ZAHN by ZAHNRelease date: August 20, 2021
When we think of noise rock, we often think of the shrieking vocals as being a component that is almost as key to the music’s overall abrasiveness as the howling guitars. That’s definitely the case with modern noise rock bands like tunic, BUMMER, and exhalants, but it’s also a principle that applies to originators of the genre like the Butthole Surfers and Scratch Acid. With their debut album, ZAHN, who comprise the rhythm section of the brilliant HEADS. and sometime Einstürzende Neubauten keyboardist Felix Gebhard, demonstrate across a suite of eight instrumentals that noise rock doesn’t have to have vocals at all in order to be noisy.
Gebhard and Wolfgang Möstl from Melt Downer’s trebley guitars on opening track ‘Zerrung’ set the tone well for what is to come, soaring above the hammering, propulsive bass and drums laid down by Chris Breuer and Nic Stockmann, before striking a truly dark, foreboding, and droney power chord in the track’s final 30 seconds or so. This sort of gloomy, droney power chord also dominates ‘Gyhum’. The guitar is much higher up in the mix on ‘Pavian’, ‘Lochsonne Schwarz’, and ‘Tseudo’, helping these songs assume a slightly cinematic tone reminiscent of Joe Lally and Brendan Canty’s The Messthetics. The synths and sax on ‘Gyhum’ also reminded me of GNOD, which is always a good thing. This is music that evokes the buzz, stress, and alienation of living in a big, vibrant city; which is entirely as you would expect, given that these guys are from the creative hub that is present-day Berlin. ‘Schrank’ and ‘Aykroyd’ bring a welcome dose of Unsane-style heaviness to proceedings, before ‘Staub’ concludes the album in eerie, spacey fashion.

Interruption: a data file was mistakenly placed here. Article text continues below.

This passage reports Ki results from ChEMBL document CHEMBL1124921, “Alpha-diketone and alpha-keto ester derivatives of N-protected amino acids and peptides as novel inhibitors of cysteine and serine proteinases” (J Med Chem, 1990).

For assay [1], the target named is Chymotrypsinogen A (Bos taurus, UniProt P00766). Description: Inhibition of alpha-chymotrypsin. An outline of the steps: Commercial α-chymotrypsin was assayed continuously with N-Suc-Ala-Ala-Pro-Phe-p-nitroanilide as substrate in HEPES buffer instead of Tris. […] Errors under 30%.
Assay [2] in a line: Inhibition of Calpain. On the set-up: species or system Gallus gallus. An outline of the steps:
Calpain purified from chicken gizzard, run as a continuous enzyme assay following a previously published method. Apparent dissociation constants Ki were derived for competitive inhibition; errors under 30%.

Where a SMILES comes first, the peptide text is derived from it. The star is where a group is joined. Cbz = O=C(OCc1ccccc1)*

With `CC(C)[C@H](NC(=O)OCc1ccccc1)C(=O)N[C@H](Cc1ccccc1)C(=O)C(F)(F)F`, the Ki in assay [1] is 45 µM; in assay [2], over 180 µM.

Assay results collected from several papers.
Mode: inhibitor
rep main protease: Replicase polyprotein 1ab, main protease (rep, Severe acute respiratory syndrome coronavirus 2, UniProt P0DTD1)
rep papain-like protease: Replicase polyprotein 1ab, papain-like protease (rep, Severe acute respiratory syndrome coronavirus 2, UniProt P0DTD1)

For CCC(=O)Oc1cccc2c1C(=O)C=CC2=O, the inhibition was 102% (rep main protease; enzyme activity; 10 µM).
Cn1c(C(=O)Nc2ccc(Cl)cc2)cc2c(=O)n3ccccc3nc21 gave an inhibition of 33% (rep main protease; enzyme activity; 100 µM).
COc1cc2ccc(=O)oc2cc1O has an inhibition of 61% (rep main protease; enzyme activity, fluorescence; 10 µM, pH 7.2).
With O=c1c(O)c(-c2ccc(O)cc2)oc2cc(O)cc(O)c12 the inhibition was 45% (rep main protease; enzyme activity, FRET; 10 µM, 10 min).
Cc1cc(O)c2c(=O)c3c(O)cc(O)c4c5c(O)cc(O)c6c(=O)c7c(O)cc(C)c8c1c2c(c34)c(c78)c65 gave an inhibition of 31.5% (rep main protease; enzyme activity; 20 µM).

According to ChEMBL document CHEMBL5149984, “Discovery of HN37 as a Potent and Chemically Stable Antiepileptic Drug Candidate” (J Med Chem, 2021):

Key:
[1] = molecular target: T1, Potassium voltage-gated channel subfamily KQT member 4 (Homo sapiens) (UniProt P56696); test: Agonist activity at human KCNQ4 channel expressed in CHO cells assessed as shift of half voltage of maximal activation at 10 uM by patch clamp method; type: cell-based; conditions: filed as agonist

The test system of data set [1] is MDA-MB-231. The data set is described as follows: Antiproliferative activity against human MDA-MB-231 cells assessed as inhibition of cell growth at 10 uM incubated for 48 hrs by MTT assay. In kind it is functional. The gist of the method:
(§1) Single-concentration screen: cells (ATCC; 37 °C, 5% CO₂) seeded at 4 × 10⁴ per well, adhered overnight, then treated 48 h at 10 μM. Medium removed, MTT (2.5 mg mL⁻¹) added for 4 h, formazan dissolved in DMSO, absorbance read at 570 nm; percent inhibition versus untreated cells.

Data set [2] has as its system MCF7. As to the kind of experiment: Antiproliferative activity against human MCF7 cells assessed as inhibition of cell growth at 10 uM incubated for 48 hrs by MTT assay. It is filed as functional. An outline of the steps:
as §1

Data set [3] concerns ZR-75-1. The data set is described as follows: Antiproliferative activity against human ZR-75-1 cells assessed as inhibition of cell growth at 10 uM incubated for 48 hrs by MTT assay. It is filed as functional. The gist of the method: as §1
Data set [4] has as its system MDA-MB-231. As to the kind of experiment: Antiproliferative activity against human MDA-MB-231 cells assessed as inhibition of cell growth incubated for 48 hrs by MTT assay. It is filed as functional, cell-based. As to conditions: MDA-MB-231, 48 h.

This is a very impressive debut album. I was initially a little sceptical about the lack of vocals and it’s certainly understandable why that would be a stumbling block for many, but this just leaves it up to the listener to imagine what stories are being told here by the music. And stories are indeed being told here by this music, for this is one of the most atmospheric albums you’ll hear all year. I normally don’t like to use the phrase ‘soundscapes’ to describe music as I’ve always found it pretty wanky and pretentious, but ZAHN is a rare instance of an album that makes me slightly inclined to do so. It’s perhaps understandable that Breuer and Stockmann wanted to work on a project that would allow their instrumentation to control the music’s mood after so much of the tone of the last HEADS. album was dictated by Ed Fraser’s distinctive vocals. The lack of vocals only adds to the mystique of these tracks, leaving it to the listener to use their imagination to figure out what this music is about. Fans of bands like Part Chimp, GNOD, Human Impact, and HIRAKI won’t want to miss this.